Nature’s Wonder: 5 Unusual Beaches Around the World
Beaches around the world come in different colors and shapes and a little more beyond our expectations!
There’s no end to the wonders of nature. When you think “beach” you imagine a vast area of water, rolling waves, yellow or white sand, sunlight and wind at the same time. However, not all beaches fit one description. There are beaches around the world that are unique and different to one another that make them an experience of a lifetime. Here are a few beaches around the world that are unusual in terms of their sand, water, color or even landscape.
Black Sand Beach, Hawaii
This beach in Hawaii has a shoreline laid with sand that is jet black in color giving it an almost post-apocalyptic look. The black colored sand is formed by basalt that washes up on the shore with the waves. The formation of the basalt is a result of lava streams that flows underneath the ocean water overheating the ocean rocks and exploding them offshore. This area also shelters many endangered species like the Hawksbill Turtle and the Hawaiian Monk Seal.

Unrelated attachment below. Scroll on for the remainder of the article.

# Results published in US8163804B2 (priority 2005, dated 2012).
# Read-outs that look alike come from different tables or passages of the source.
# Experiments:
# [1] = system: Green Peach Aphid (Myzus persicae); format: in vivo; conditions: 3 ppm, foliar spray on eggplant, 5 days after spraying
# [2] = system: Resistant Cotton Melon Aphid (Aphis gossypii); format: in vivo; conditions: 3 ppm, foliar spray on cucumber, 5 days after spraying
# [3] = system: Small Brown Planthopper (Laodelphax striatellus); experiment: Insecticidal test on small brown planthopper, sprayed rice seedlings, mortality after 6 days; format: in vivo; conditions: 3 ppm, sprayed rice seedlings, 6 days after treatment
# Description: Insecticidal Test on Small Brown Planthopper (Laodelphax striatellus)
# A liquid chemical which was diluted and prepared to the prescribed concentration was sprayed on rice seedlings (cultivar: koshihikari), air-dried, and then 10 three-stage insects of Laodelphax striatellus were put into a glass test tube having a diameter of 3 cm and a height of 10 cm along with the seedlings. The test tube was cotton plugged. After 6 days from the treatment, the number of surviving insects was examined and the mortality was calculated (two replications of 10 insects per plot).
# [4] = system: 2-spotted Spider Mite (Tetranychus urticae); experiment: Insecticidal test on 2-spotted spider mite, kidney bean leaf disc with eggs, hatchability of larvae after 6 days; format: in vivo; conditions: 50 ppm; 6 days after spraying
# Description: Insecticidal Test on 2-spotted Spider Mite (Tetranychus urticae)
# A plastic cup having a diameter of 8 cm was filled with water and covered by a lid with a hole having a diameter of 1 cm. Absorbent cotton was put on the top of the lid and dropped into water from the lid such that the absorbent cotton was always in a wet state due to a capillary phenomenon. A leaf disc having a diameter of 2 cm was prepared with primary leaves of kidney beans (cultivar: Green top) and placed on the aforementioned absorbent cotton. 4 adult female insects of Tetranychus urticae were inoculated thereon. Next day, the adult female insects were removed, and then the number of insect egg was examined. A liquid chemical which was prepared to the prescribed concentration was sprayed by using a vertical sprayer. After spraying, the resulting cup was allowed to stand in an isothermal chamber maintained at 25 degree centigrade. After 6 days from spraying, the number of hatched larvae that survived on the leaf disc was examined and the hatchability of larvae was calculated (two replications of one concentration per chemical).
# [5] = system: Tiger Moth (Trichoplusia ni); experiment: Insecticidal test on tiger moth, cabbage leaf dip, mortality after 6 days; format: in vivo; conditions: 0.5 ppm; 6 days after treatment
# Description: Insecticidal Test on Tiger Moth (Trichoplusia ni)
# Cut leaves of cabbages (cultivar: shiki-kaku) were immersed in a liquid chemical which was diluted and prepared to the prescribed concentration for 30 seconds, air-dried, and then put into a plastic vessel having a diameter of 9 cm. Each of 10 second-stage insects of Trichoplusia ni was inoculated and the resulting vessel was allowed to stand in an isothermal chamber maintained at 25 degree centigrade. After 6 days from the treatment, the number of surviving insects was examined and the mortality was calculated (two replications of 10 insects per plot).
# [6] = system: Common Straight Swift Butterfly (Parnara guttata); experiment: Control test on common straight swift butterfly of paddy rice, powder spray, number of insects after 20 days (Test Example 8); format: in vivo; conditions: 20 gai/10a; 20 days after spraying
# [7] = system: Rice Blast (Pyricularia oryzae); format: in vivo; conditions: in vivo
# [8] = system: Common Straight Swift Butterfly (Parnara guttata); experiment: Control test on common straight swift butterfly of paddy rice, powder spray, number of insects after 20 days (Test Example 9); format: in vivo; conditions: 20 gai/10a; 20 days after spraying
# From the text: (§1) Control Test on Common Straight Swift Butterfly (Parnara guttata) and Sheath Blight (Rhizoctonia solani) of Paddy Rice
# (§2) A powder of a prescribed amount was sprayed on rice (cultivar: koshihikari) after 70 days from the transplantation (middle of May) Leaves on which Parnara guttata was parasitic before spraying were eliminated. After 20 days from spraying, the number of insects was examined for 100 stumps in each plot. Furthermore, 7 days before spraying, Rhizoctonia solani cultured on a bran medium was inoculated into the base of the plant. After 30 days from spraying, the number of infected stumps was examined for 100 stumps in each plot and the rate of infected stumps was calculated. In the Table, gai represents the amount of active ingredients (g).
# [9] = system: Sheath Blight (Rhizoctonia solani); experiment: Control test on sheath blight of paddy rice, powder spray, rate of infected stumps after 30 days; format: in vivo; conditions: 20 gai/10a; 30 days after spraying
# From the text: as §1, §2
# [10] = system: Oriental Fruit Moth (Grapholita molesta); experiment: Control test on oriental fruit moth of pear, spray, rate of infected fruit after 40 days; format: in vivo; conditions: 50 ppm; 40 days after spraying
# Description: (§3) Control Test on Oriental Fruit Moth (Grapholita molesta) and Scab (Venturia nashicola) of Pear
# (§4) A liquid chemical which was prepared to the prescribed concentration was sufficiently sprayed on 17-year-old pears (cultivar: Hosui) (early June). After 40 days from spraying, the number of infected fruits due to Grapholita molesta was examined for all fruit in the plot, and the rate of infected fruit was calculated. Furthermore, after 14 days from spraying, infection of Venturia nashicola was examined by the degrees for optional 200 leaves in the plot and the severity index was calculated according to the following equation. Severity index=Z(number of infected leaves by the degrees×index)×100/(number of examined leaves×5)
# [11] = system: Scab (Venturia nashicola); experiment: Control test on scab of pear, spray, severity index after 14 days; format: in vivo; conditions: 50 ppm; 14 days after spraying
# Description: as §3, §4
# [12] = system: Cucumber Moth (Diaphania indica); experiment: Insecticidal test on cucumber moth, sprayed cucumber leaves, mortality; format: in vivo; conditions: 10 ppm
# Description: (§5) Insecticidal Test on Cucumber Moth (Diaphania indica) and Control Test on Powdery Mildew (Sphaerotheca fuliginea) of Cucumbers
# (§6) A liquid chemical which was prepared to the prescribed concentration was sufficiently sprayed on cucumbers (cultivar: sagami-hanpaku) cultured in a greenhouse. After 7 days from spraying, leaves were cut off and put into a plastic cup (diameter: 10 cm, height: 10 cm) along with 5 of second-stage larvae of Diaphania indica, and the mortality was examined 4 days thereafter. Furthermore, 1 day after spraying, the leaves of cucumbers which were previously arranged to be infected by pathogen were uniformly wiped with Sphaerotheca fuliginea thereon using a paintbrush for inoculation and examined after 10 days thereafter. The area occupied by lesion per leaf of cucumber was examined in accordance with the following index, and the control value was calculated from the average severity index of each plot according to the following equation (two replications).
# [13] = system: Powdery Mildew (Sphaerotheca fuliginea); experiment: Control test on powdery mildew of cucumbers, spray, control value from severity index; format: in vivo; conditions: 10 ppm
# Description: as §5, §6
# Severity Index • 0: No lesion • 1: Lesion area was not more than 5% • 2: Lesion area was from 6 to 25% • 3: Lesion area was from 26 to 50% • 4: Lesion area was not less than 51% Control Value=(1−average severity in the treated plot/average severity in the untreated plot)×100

Glass Beach, California
During the early 1900s, the folks from Fort Bragg discarded glass, electric appliances as well as cars dumping them off the cliff and on the beach. Consequently, a massive amount of rubbish was accumulated on the beach, which was lit on fire in order to be reduced. In the next few decades, the waves cleaned the beach while converting the thrown away glass into smooth, colored pebbles forming the Glass Beach.
Playa del Amor, Mexico
More popularly known as the Hidden Beach, Playa del Amor is a beach in the Marieta Islands of Mexico. The beach looks like one out of a fairy tale with turquoise blue waters rolling out into a slouching cave. It is believed that the stunning formation was caused by military testing bombs.
Giant’s Causeway, Ireland
This beach is an odd looking one but fantastical at the most. It has one of the most fascinating geological formations characterized by hexagonal step like block columns formed due to volcanic activity.
Vaadhoo Island, Maldives
This is not much of a surprise. Vaadhoo Island in the Maldives is the hotspot for an extraordinary phenomena caused by bioluminescent phytoplankton that glows in the sea. This phenomena has also given the area the name “sea of stars”.